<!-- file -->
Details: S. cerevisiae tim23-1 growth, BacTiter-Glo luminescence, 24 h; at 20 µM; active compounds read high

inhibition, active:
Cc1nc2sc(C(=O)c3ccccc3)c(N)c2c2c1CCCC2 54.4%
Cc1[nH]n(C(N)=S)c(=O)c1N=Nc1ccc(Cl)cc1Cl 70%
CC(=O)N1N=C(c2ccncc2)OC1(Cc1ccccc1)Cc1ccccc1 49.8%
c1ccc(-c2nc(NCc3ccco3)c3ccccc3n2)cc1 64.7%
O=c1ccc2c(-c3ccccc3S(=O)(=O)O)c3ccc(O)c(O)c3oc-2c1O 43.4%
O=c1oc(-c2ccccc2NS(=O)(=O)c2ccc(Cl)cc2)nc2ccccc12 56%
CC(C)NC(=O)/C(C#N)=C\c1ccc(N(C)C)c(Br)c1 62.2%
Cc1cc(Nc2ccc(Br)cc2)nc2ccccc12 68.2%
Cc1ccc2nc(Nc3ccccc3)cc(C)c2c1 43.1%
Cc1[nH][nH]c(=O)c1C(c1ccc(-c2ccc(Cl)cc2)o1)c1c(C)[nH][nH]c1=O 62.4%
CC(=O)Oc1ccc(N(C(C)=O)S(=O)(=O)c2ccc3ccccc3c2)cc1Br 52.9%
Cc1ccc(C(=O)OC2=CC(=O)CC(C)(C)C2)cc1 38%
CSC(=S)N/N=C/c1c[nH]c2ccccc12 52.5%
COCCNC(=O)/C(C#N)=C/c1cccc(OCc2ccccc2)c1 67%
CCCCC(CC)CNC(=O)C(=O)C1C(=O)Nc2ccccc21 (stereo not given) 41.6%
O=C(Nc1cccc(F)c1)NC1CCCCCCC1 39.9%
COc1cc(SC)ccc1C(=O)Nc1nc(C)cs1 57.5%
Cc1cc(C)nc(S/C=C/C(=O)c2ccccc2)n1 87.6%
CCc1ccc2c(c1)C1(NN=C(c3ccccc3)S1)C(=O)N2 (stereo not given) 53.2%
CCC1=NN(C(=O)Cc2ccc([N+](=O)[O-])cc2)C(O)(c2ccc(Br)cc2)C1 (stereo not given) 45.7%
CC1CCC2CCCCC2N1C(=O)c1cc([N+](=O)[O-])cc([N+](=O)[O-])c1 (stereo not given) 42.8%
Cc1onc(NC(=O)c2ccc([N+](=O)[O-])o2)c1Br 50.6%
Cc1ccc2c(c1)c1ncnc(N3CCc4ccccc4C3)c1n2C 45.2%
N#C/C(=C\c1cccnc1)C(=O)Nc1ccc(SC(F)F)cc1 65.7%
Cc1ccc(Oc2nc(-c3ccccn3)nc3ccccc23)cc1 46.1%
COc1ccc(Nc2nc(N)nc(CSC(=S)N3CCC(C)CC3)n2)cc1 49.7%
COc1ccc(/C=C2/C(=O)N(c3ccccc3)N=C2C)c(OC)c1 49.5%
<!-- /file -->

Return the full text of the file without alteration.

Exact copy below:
Details: S. cerevisiae tim23-1 growth, BacTiter-Glo luminescence, 24 h; at 20 µM; active compounds read high

inhibition, active:
Cc1nc2sc(C(=O)c3ccccc3)c(N)c2c2c1CCCC2 54.4%
Cc1[nH]n(C(N)=S)c(=O)c1N=Nc1ccc(Cl)cc1Cl 70%
CC(=O)N1N=C(c2ccncc2)OC1(Cc1ccccc1)Cc1ccccc1 49.8%
c1ccc(-c2nc(NCc3ccco3)c3ccccc3n2)cc1 64.7%
O=c1ccc2c(-c3ccccc3S(=O)(=O)O)c3ccc(O)c(O)c3oc-2c1O 43.4%
O=c1oc(-c2ccccc2NS(=O)(=O)c2ccc(Cl)cc2)nc2ccccc12 56%
CC(C)NC(=O)/C(C#N)=C\c1ccc(N(C)C)c(Br)c1 62.2%
Cc1cc(Nc2ccc(Br)cc2)nc2ccccc12 68.2%
Cc1ccc2nc(Nc3ccccc3)cc(C)c2c1 43.1%
Cc1[nH][nH]c(=O)c1C(c1ccc(-c2ccc(Cl)cc2)o1)c1c(C)[nH][nH]c1=O 62.4%
CC(=O)Oc1ccc(N(C(C)=O)S(=O)(=O)c2ccc3ccccc3c2)cc1Br 52.9%
Cc1ccc(C(=O)OC2=CC(=O)CC(C)(C)C2)cc1 38%
CSC(=S)N/N=C/c1c[nH]c2ccccc12 52.5%
COCCNC(=O)/C(C#N)=C/c1cccc(OCc2ccccc2)c1 67%
CCCCC(CC)CNC(=O)C(=O)C1C(=O)Nc2ccccc21 (stereo not given) 41.6%
O=C(Nc1cccc(F)c1)NC1CCCCCCC1 39.9%
COc1cc(SC)ccc1C(=O)Nc1nc(C)cs1 57.5%
Cc1cc(C)nc(S/C=C/C(=O)c2ccccc2)n1 87.6%
CCc1ccc2c(c1)C1(NN=C(c3ccccc3)S1)C(=O)N2 (stereo not given) 53.2%
CCC1=NN(C(=O)Cc2ccc([N+](=O)[O-])cc2)C(O)(c2ccc(Br)cc2)C1 (stereo not given) 45.7%
CC1CCC2CCCCC2N1C(=O)c1cc([N+](=O)[O-])cc([N+](=O)[O-])c1 (stereo not given) 42.8%
Cc1onc(NC(=O)c2ccc([N+](=O)[O-])o2)c1Br 50.6%
Cc1ccc2c(c1)c1ncnc(N3CCc4ccccc4C3)c1n2C 45.2%
N#C/C(=C\c1cccnc1)C(=O)Nc1ccc(SC(F)F)cc1 65.7%
Cc1ccc(Oc2nc(-c3ccccn3)nc3ccccc23)cc1 46.1%
COc1ccc(Nc2nc(N)nc(CSC(=S)N3CCC(C)CC3)n2)cc1 49.7%
COc1ccc(/C=C2/C(=O)N(c3ccccc3)N=C2C)c(OC)c1 49.5%